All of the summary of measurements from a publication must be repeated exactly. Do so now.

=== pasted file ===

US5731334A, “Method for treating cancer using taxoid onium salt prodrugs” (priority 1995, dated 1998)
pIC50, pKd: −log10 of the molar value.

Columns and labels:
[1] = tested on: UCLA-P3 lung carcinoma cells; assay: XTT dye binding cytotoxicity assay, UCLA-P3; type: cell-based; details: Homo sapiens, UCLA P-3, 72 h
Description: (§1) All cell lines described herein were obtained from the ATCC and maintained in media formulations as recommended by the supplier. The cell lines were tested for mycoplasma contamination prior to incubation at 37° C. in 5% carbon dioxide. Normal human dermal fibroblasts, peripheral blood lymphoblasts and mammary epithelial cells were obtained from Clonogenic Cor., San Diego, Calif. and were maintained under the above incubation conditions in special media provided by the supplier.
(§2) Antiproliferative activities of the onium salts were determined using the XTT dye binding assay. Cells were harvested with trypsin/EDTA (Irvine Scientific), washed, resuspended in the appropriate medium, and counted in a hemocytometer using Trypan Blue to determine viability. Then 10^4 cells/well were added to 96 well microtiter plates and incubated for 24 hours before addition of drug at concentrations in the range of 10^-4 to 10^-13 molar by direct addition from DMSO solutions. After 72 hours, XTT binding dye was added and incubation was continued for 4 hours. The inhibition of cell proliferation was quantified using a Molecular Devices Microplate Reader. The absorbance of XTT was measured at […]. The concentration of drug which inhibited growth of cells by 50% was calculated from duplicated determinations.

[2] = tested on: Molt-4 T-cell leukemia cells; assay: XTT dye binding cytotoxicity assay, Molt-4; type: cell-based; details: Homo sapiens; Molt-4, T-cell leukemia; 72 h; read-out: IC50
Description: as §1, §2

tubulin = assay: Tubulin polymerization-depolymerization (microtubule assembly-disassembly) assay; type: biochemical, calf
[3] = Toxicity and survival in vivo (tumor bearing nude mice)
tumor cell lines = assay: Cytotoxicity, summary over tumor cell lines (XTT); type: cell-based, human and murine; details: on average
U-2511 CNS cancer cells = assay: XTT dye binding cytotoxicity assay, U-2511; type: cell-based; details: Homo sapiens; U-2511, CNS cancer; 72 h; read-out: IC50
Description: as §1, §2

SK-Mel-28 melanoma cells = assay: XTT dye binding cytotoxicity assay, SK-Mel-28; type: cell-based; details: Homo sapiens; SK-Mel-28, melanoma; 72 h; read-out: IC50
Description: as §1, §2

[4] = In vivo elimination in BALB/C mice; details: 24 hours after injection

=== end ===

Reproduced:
US5731334A, “Method for treating cancer using taxoid onium salt prodrugs” (priority 1995, dated 1998)
pIC50, pKd: −log10 of the molar value.

Columns and labels:
[1] = tested on: UCLA-P3 lung carcinoma cells; assay: XTT dye binding cytotoxicity assay, UCLA-P3; type: cell-based; details: Homo sapiens, UCLA P-3, 72 h
Description: (§1) All cell lines described herein were obtained from the ATCC and maintained in media formulations as recommended by the supplier. The cell lines were tested for mycoplasma contamination prior to incubation at 37° C. in 5% carbon dioxide. Normal human dermal fibroblasts, peripheral blood lymphoblasts and mammary epithelial cells were obtained from Clonogenic Cor., San Diego, Calif. and were maintained under the above incubation conditions in special media provided by the supplier.
(§2) Antiproliferative activities of the onium salts were determined using the XTT dye binding assay. Cells were harvested with trypsin/EDTA (Irvine Scientific), washed, resuspended in the appropriate medium, and counted in a hemocytometer using Trypan Blue to determine viability. Then 10^4 cells/well were added to 96 well microtiter plates and incubated for 24 hours before addition of drug at concentrations in the range of 10^-4 to 10^-13 molar by direct addition from DMSO solutions. After 72 hours, XTT binding dye was added and incubation was continued for 4 hours. The inhibition of cell proliferation was quantified using a Molecular Devices Microplate Reader. The absorbance of XTT was measured at […]. The concentration of drug which inhibited growth of cells by 50% was calculated from duplicated determinations.

[2] = tested on: Molt-4 T-cell leukemia cells; assay: XTT dye binding cytotoxicity assay, Molt-4; type: cell-based; details: Homo sapiens; Molt-4, T-cell leukemia; 72 h; read-out: IC50
Description: as §1, §2

tubulin = assay: Tubulin polymerization-depolymerization (microtubule assembly-disassembly) assay; type: biochemical, calf
[3] = Toxicity and survival in vivo (tumor bearing nude mice)
tumor cell lines = assay: Cytotoxicity, summary over tumor cell lines (XTT); type: cell-based, human and murine; details: on average
U-2511 CNS cancer cells = assay: XTT dye binding cytotoxicity assay, U-2511; type: cell-based; details: Homo sapiens; U-2511, CNS cancer; 72 h; read-out: IC50
Description: as §1, §2

SK-Mel-28 melanoma cells = assay: XTT dye binding cytotoxicity assay, SK-Mel-28; type: cell-based; details: Homo sapiens; SK-Mel-28, melanoma; 72 h; read-out: IC50
Description: as §1, §2

[4] = In vivo elimination in BALB/C mice; details: 24 hours after injection